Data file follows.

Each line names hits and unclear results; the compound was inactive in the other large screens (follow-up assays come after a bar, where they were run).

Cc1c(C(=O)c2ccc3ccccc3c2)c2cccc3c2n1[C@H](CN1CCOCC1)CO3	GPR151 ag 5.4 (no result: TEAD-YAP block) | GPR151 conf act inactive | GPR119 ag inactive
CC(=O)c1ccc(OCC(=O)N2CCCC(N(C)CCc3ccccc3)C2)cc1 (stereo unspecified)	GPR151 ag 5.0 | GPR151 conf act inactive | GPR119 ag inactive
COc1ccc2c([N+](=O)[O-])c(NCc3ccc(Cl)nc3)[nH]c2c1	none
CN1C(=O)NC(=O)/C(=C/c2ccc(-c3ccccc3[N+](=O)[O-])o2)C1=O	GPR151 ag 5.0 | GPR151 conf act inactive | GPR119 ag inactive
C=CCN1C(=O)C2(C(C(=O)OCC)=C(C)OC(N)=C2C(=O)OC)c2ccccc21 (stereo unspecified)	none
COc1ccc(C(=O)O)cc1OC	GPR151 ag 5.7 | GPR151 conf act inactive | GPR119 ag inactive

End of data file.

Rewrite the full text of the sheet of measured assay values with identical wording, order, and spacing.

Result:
Each line names hits and unclear results; the compound was inactive in the other large screens (follow-up assays come after a bar, where they were run).

Cc1c(C(=O)c2ccc3ccccc3c2)c2cccc3c2n1[C@H](CN1CCOCC1)CO3	GPR151 ag 5.4 (no result: TEAD-YAP block) | GPR151 conf act inactive | GPR119 ag inactive
CC(=O)c1ccc(OCC(=O)N2CCCC(N(C)CCc3ccccc3)C2)cc1 (stereo unspecified)	GPR151 ag 5.0 | GPR151 conf act inactive | GPR119 ag inactive
COc1ccc2c([N+](=O)[O-])c(NCc3ccc(Cl)nc3)[nH]c2c1	none
CN1C(=O)NC(=O)/C(=C/c2ccc(-c3ccccc3[N+](=O)[O-])o2)C1=O	GPR151 ag 5.0 | GPR151 conf act inactive | GPR119 ag inactive
C=CCN1C(=O)C2(C(C(=O)OCC)=C(C)OC(N)=C2C(=O)OC)c2ccccc21 (stereo unspecified)	none
COc1ccc(C(=O)O)cc1OC	GPR151 ag 5.7 | GPR151 conf act inactive | GPR119 ag inactive